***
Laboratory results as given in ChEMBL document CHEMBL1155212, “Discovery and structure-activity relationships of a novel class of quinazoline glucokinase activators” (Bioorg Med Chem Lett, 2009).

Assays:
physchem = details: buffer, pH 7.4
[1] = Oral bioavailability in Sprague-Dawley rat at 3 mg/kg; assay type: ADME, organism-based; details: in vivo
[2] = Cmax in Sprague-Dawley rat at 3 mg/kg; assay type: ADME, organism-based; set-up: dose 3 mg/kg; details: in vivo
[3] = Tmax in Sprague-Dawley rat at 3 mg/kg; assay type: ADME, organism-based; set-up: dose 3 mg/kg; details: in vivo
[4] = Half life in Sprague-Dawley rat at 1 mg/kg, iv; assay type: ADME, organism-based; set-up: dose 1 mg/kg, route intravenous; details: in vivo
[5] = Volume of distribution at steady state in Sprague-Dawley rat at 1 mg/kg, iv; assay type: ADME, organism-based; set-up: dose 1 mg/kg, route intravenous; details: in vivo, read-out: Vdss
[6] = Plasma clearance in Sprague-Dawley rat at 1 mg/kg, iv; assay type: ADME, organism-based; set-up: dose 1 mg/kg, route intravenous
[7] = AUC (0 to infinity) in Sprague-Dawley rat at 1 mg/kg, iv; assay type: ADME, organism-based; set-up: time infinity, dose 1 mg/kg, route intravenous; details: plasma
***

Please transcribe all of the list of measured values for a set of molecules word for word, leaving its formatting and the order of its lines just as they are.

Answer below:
Laboratory results as given in ChEMBL document CHEMBL1155212, “Discovery and structure-activity relationships of a novel class of quinazoline glucokinase activators” (Bioorg Med Chem Lett, 2009).

Assays:
physchem = details: buffer, pH 7.4
[1] = Oral bioavailability in Sprague-Dawley rat at 3 mg/kg; assay type: ADME, organism-based; details: in vivo
[2] = Cmax in Sprague-Dawley rat at 3 mg/kg; assay type: ADME, organism-based; set-up: dose 3 mg/kg; details: in vivo
[3] = Tmax in Sprague-Dawley rat at 3 mg/kg; assay type: ADME, organism-based; set-up: dose 3 mg/kg; details: in vivo
[4] = Half life in Sprague-Dawley rat at 1 mg/kg, iv; assay type: ADME, organism-based; set-up: dose 1 mg/kg, route intravenous; details: in vivo
[5] = Volume of distribution at steady state in Sprague-Dawley rat at 1 mg/kg, iv; assay type: ADME, organism-based; set-up: dose 1 mg/kg, route intravenous; details: in vivo, read-out: Vdss
[6] = Plasma clearance in Sprague-Dawley rat at 1 mg/kg, iv; assay type: ADME, organism-based; set-up: dose 1 mg/kg, route intravenous
[7] = AUC (0 to infinity) in Sprague-Dawley rat at 1 mg/kg, iv; assay type: ADME, organism-based; set-up: time infinity, dose 1 mg/kg, route intravenous; details: plasma